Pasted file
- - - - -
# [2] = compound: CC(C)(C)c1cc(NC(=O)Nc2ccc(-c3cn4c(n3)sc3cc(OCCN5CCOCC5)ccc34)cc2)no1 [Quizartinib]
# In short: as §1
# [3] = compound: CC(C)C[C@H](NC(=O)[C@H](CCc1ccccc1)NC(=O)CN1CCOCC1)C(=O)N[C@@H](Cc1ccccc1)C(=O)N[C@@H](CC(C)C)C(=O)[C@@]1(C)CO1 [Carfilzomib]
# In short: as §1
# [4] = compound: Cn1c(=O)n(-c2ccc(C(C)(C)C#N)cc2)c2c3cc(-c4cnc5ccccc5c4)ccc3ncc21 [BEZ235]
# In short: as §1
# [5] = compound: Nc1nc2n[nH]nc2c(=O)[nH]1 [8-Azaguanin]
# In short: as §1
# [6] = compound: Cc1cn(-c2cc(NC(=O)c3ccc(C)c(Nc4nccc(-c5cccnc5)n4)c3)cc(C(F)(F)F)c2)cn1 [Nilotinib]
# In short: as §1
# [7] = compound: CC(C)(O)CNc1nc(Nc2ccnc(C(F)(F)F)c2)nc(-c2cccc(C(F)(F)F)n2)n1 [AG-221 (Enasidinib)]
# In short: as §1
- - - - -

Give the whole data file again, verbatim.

# [2] = compound: CC(C)(C)c1cc(NC(=O)Nc2ccc(-c3cn4c(n3)sc3cc(OCCN5CCOCC5)ccc34)cc2)no1 [Quizartinib]
# In short: as §1
# [3] = compound: CC(C)C[C@H](NC(=O)[C@H](CCc1ccccc1)NC(=O)CN1CCOCC1)C(=O)N[C@@H](Cc1ccccc1)C(=O)N[C@@H](CC(C)C)C(=O)[C@@]1(C)CO1 [Carfilzomib]
# In short: as §1
# [4] = compound: Cn1c(=O)n(-c2ccc(C(C)(C)C#N)cc2)c2c3cc(-c4cnc5ccccc5c4)ccc3ncc21 [BEZ235]
# In short: as §1
# [5] = compound: Nc1nc2n[nH]nc2c(=O)[nH]1 [8-Azaguanin]
# In short: as §1
# [6] = compound: Cc1cn(-c2cc(NC(=O)c3ccc(C)c(Nc4nccc(-c5cccnc5)n4)c3)cc(C(F)(F)F)c2)cn1 [Nilotinib]
# In short: as §1
# [7] = compound: CC(C)(O)CNc1nc(Nc2ccnc(C(F)(F)F)c2)nc(-c2cccc(C(F)(F)F)n2)n1 [AG-221 (Enasidinib)]
# In short: as §1